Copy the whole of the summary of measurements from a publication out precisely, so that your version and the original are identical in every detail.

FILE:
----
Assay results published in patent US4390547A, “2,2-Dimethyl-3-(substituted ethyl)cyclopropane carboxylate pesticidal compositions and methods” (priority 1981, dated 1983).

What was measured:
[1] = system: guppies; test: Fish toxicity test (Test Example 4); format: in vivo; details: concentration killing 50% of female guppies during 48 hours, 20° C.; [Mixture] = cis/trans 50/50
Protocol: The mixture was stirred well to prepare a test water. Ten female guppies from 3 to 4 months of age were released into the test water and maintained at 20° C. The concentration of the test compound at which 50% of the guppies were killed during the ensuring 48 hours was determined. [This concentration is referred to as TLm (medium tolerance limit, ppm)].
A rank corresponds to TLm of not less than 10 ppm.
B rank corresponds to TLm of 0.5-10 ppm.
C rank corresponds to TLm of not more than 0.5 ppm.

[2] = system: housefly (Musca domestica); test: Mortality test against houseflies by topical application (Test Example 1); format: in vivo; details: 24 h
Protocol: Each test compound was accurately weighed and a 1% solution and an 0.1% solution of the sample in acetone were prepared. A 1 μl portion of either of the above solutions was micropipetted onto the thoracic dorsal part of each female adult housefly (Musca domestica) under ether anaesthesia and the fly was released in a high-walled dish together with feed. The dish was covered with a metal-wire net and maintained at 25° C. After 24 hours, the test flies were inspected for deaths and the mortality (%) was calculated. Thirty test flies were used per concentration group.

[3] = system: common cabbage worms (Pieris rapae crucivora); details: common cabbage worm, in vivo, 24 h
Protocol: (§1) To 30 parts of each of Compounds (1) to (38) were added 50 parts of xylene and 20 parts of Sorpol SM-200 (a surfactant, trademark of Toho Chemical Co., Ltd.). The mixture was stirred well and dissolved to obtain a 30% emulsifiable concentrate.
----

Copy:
Assay results published in patent US4390547A, “2,2-Dimethyl-3-(substituted ethyl)cyclopropane carboxylate pesticidal compositions and methods” (priority 1981, dated 1983).

What was measured:
[1] = system: guppies; test: Fish toxicity test (Test Example 4); format: in vivo; details: concentration killing 50% of female guppies during 48 hours, 20° C.; [Mixture] = cis/trans 50/50
Protocol: The mixture was stirred well to prepare a test water. Ten female guppies from 3 to 4 months of age were released into the test water and maintained at 20° C. The concentration of the test compound at which 50% of the guppies were killed during the ensuring 48 hours was determined. [This concentration is referred to as TLm (medium tolerance limit, ppm)].
A rank corresponds to TLm of not less than 10 ppm.
B rank corresponds to TLm of 0.5-10 ppm.
C rank corresponds to TLm of not more than 0.5 ppm.

[2] = system: housefly (Musca domestica); test: Mortality test against houseflies by topical application (Test Example 1); format: in vivo; details: 24 h
Protocol: Each test compound was accurately weighed and a 1% solution and an 0.1% solution of the sample in acetone were prepared. A 1 μl portion of either of the above solutions was micropipetted onto the thoracic dorsal part of each female adult housefly (Musca domestica) under ether anaesthesia and the fly was released in a high-walled dish together with feed. The dish was covered with a metal-wire net and maintained at 25° C. After 24 hours, the test flies were inspected for deaths and the mortality (%) was calculated. Thirty test flies were used per concentration group.

[3] = system: common cabbage worms (Pieris rapae crucivora); details: common cabbage worm, in vivo, 24 h
Protocol: (§1) To 30 parts of each of Compounds (1) to (38) were added 50 parts of xylene and 20 parts of Sorpol SM-200 (a surfactant, trademark of Toho Chemical Co., Ltd.). The mixture was stirred well and dissolved to obtain a 30% emulsifiable concentrate.